We were advised to show up early the following morning to make sure of a good seat on the train and were at the station by 9.00am. We'd wondered whether the train would run at all in view of the previous day's strike but happily there the old loco was, brewing up outside its shed, very dirty and unkempt and with steam oozing from various unexpected places but still looking good. Over the next hour or so passengers gradually arrived. The train set off at 11.00 by which time its three carriages were very comfortably full. Most of our fellow passengers were Greek people, mainly members of the Athens enthusiast club and their families. The only foreigners were a German lad studying at Athens University, Thomas, Margaret and me. We were treated very much as honoured guests – clearly this was going to be a special day.
We were told that there wouldn't be as many photo stops as originally planned as the loco was not in good shape and would only be able to restart the train on track that was more or less level – and there weren’t many of these as the line is steeply graded for most of the way. There's one intermediate station at Ano Gatzea where we stopped for the best part of an hour for drinks etc. at the station ouzeri (bar).
Notwithstanding the loco's wheezy state the train seemed to go increasingly fast as the journey progressed. It's a highly scenic route, increasingly so as it climbs further into the mountains, all curves, often through olive groves and past the backs of the houses in the old villages on the hillside, all with excellent views over Volos bay for most of the way.
We reached Milies, the mountain terminus, around 1.30pm. The loco was immediately detached, turned on the small turntable (actually it was enlarged a little ten years ago to accommodate the diesels) and left outside the loco shed as the crew set off for their lunch. There's a small taverna on the hill above the station. We set off there for lunch as well and took one of the 3 outside tables on a terrace - there wasn't much competition for these as the locals pronounced it to be too cold for outdoor eating. By UK standards it was positively balmy! The lunch break was scheduled to take 3 hours or so and there was plenty of time for lots of exciting local food accompanied by more of the local wine - maybe rather more than was good for us! We had a great view over the station from our table - a narrow gauge enthusiast's paradise!
Back at the station the loco came back to life round about 4.00 but the effort of attaching itself to its train was clearly the last straw for the poor old thing as clouds of steam and hot water started to emerge from the smokebox door. The cause was a burst tube so the crew hastily dropped the fire and the loco's condition was pronounced to be terminal. Eventually we were told that a diesel would appear to take the train back but there would be a delay of around 2 hours. One of the families in our coach organised a taxi for us which was really kind and we were back on our balcony in time for a little more vino and another spectacular sunset over the bay - a really superb view.
Sunday dawned wet and windy. Called at an old brickworks in Volos which has now been turned into a museum funded by a bank in Piraeus – an impressive no-expenses-spared place. They have the old brickworks Decauville on show in what must have been the old yard along with numerous skip wagons, a sort of homogenised recreation of how the place must have looked in its prime. The museum is huge and includes a concert hall and restaurants in addition to displays about the manufacture of bricks and roofing tiles.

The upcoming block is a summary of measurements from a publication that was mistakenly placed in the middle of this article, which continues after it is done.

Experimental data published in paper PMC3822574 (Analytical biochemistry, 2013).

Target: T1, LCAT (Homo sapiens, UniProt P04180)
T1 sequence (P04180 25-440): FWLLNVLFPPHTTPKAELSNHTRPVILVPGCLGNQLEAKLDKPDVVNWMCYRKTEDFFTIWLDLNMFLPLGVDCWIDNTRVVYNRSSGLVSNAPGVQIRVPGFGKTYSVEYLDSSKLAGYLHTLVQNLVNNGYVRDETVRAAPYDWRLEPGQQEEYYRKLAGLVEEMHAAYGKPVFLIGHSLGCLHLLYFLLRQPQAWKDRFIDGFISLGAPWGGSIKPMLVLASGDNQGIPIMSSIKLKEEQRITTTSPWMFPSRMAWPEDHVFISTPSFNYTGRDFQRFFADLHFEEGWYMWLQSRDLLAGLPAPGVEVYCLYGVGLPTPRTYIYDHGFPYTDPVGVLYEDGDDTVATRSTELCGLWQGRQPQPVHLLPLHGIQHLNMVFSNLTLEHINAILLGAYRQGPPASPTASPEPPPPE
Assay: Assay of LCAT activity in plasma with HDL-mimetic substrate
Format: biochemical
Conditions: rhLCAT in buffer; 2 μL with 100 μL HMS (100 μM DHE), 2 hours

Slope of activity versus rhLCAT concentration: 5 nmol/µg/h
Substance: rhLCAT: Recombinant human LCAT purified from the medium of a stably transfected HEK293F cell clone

We also visited a circular 600mm gauge track around a park built around 30 years ago with some quite extensive engineering works but now all abandoned along with a OK loco which had been obtained from the brickworks. It was supposed to have been restored a few years ago thanks to funds advanced through the Fedecrail organisation but the work has clearly not been carried out. The museum line at Velestino was offering a trip in their vintage railcar later in the day but by then the rain had become torrential and we decided to head back south. This turned out to be a wise move as the storm turned into a blizzard in the mountains – very slow going. We headed for Delphi but by the time we'd got there the oracle had shut up shop for the day and gone home! Even her museum had closed.
Stayed at Markopoulo again and did some sightseeing around the coast on Monday - still very cold and windy but the rain had eased off a bit. We enjoyed an excellent lunch at a small backstreet ouzeri in the town, bought a pack of fat Greek olives and some of their delicious honey at a grocery store opposite and set off to the airport and home.
The general view on the train, even before the tube burst, was that this could well be the loco's last run before overhaul and that that might be some years away given the country's financial woes. Still, you never know. It's a beautiful line - definitely recommended. I'm really glad we made the trip. Special thanks go to the SFS who made the trip possible for us and to many of their members as individuals for many acts of kindness which helped to make the occasion so memorable. A brilliant weekend!
Steam survivors from the Volos district
600mm industrial locos
Two views of Di class 2-8-2 no. 7113 (Breda 2594/1951) at Markopoulo station.
The five locomotives in store in the yard at Volos.
2-6-2T no. 41
2-6-2T no’s. 30 and 34 (Krupp 1497 and 1506/1935).
616. Two old coaches, possibly ex-royal coaches, at Volos. At least one of them is metre gauge.
Ex-WD 4-6-0T no. 973 at Volos. It last worked at the Oropis lignite mine before arriving at Volos with a view to its use on the Pelion line though it never ran there.
Two open coaches for the Pelion railway in store at Volos works.
The three farthest locos are 2-6-0T’s no’s 20-21 (Tubize 1563-4/1908) and 27 (Maffei 3336/1912). Next to them is ex-Brunig 2-6-0T no. 203 (SLM 2222/1912) and nearest the camera is ex-Brunig 0-6-0T no. 1058 (SLM 1912/1908), the former rack loco whose rack apparatus was removed on its arrival at Volos. The two Swiss locos ran on the Thessaly Railway under their old Swiss numbers.
The works plate of Pilion Railway 2-6-0T no. 101 “Milies”. It’s not at all clear to what extent this is the original loco and it may well carry parts from some of the railway’s other locos.
“Milies” on the turning triangle at Ano Lechonia.
Two views on the line between Ano Lechonia and Ano Gatzea.
The stop at Ano Gatzea and a tunnel a short distance out from there:
Two views of the train on the unusual steel girder bridge near Milies. The design originates from the need to avoid the use of piers in the deep ravine which the bridge crosses.
The loco laying over outside Milies loco shed and the view from the terrace of the Old Station Taverna.
The loco attached to its train in readiness for the return run – sadly after the burst tube incident.
The brickworks museum Decauville: